Growing Up Digital – Australia

“The children of today’s world are growing up in a pervasive and powerful digital environment, an environment that affords great potential for educating, empowering, and democratizing their world.

But, used in undirected ways, it also has the power to affect their physical, mental and social health.”

Michael Rich, MD, MPH – Digital Wellness Lab, Boston Children’s Hospital

Philip McRae, PhD – Alberta Teachers’ Association


As parents in today’s digital age, our concerns for our children’s wellbeing in a digital environment are ever increasing and completely valid. Growing Up Digital – Australia, recently released Phase 2 of its report. We recommend parents and guardians take a moment to read the report findings. Below is a brief outline of some of its key findings and survey results.

  • Childhood has changed
  • Parenting is harder than it used to be
  • Parents know they are role models but are distracted
  • COVID changed everything
  • There is a thin line between leisure and learning
  • Connected and Disconnected
  • The Digital Divide
  • Children are facing similar issues globally

This report, Growing Up Digital: Phase 2, shows just how much access children have to digital technologies: with 4 out of 5 children having at least one device for their own personal use, and access to an average of 3 devices.

This research explores the perceptions of parents, carers and grandparents about the effects of digital media and technologies on children and youth over time. The findings mirror some of eSafety’s own research findings 2020 in the report ‘Parenting in the digital age’. It also shows that the positive side of access to digital technologies is tempered by negative aspects, which can have an impact on children’s mental health and wellbeing. This was highlighted in one of the themes of the research, – ‘the dual power of technology’.  eSafety has a range of online safety resources to help empower parents and children to have safer and more positive experiences in navigating the ever-evolving digital world, these are all available at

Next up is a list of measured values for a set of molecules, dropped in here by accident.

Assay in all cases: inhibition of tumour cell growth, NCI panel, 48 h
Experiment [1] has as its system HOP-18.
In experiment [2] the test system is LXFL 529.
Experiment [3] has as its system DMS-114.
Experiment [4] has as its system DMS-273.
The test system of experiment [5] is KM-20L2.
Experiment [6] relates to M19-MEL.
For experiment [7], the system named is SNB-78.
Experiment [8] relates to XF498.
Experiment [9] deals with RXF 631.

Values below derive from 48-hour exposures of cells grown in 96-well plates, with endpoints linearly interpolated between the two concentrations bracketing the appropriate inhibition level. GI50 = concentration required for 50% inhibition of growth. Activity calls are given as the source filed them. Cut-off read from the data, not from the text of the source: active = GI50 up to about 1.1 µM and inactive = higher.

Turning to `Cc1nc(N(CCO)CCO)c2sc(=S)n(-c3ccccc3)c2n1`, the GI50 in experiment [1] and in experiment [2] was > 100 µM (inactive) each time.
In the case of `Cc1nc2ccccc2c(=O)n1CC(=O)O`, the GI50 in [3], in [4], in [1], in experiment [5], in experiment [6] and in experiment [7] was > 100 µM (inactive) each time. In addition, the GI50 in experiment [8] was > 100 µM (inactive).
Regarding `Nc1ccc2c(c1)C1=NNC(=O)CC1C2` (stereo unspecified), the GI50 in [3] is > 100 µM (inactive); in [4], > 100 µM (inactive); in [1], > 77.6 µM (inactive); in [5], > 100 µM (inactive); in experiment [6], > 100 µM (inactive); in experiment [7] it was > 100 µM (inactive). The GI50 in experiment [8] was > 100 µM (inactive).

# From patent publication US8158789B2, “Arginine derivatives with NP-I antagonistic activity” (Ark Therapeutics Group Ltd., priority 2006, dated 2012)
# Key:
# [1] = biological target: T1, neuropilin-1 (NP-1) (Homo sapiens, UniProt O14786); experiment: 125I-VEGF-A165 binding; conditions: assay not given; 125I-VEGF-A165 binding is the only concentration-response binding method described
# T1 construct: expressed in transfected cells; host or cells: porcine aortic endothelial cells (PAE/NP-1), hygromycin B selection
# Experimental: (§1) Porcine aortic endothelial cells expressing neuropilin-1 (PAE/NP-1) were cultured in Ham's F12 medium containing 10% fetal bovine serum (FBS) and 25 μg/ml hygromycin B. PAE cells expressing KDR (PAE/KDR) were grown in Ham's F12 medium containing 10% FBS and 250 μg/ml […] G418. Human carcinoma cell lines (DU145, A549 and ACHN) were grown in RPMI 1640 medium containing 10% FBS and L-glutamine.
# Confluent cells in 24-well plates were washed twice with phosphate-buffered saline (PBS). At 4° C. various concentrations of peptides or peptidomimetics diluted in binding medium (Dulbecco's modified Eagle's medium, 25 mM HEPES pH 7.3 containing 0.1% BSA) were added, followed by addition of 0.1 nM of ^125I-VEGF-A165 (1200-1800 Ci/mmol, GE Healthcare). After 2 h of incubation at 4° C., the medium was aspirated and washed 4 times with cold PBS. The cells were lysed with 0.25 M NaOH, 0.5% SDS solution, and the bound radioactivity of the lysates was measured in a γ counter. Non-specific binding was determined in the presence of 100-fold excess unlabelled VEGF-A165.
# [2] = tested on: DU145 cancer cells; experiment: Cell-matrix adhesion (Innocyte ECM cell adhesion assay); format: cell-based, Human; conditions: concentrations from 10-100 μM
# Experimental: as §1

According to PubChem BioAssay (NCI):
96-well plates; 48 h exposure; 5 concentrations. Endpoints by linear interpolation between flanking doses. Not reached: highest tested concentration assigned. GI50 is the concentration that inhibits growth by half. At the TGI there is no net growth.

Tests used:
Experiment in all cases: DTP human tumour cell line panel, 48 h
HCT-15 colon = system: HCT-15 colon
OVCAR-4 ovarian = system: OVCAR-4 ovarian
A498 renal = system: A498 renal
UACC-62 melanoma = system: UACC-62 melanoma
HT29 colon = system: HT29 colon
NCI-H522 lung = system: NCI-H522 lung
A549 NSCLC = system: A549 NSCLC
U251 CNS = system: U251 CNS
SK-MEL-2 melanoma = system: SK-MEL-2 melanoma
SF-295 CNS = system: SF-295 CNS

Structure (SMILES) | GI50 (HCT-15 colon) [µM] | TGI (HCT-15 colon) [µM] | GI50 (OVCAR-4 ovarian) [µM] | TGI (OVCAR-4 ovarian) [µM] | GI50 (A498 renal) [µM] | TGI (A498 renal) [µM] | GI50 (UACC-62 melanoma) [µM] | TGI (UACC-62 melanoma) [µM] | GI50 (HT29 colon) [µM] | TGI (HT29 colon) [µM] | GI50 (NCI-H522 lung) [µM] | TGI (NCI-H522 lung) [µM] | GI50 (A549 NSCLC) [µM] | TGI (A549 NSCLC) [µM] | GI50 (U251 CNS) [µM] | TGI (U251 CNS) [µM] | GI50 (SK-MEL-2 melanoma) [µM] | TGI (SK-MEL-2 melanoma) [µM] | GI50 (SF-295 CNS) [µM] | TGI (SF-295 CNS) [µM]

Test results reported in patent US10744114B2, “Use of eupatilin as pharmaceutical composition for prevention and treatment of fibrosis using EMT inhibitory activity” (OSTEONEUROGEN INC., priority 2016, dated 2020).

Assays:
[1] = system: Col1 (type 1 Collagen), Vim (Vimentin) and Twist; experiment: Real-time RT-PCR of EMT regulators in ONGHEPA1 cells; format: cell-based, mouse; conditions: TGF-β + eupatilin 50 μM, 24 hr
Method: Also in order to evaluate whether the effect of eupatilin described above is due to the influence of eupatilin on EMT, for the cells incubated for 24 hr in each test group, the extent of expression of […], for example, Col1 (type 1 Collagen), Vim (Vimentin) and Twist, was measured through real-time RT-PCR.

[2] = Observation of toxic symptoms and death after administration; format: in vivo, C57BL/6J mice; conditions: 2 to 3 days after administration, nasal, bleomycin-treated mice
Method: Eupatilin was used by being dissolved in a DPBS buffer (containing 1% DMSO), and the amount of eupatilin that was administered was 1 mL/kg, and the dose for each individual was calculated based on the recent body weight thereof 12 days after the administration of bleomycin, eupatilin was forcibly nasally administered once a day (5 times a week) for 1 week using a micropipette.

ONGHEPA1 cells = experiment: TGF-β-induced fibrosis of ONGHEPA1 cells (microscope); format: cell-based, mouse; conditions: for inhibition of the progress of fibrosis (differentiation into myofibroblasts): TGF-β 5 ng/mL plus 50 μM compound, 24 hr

While parents felt that digital technologies are enhancing their children’s maths, reading abilities and social skills, 83% of parents felt that their child have been negatively distracted by digital technologies. Of note, the research found that 37% of children and young people have become anxious or depressed because of their time online or because they were not allowed to use their device.  And while technology can be a great equaliser, this research shows that inequalities persist – these have become particularly evident during the COVID-19 pandemic, with socio-economic factors coming into play.

Starting the conversation early is paramount to ensuring online safety as our children get older – building good habits early on and continuing throughout their maturation and growth. This research highlights the importance of education about safe and responsible use of digital technologies and that parents and carers play a critical role.


How is Whitefriars responding?

As part of the College Notebook Program, student is explicitly taught about the appropriate use of the technology to improve their learning and ensure the safety and wellbeing of themselves and others. The expectations regarding technology use is outlined in the Student Technology Use Policy. Students use their Notebooks to access the learning resources outlined by teachers in the Whitefriars Learn. They are also actively using their technology to prepare study notes, collaborate with their peers, communicate and research.

Whitefriars continues to emphasise a holistic education that provides opportunities for our young men to learn away from the Notebook and other forms of technology. Health and Physical Education, Visual Arts, Performing Arts, Food Technology, and Sport are areas where students develop skills in an environment predominantly free of distractions associated with technology.

The College understands that mobile phones are an integral part of society and perform many important functions. We strongly believe that our mobile phone policy is a positive, pro-active approach to support our students in appropriate mobile phone use, based on the considered views of the school community. The policy also references the positive use of student’s Notebooks for learning and collaboration.

The Digital Technologies curriculum provide students opportunities to continue to grow and develop their knowledge and understanding of the digital world they live in. They use a range of software programs to design, create and evaluate digital solutions to meet a current or future need. Each student is encouraged to become confident, safe and ethical digital users and citizens who can communicate and collaborate efficiently and effectively using digital platforms.


Mark Ashmore

Deputy Principal – Learning and Teaching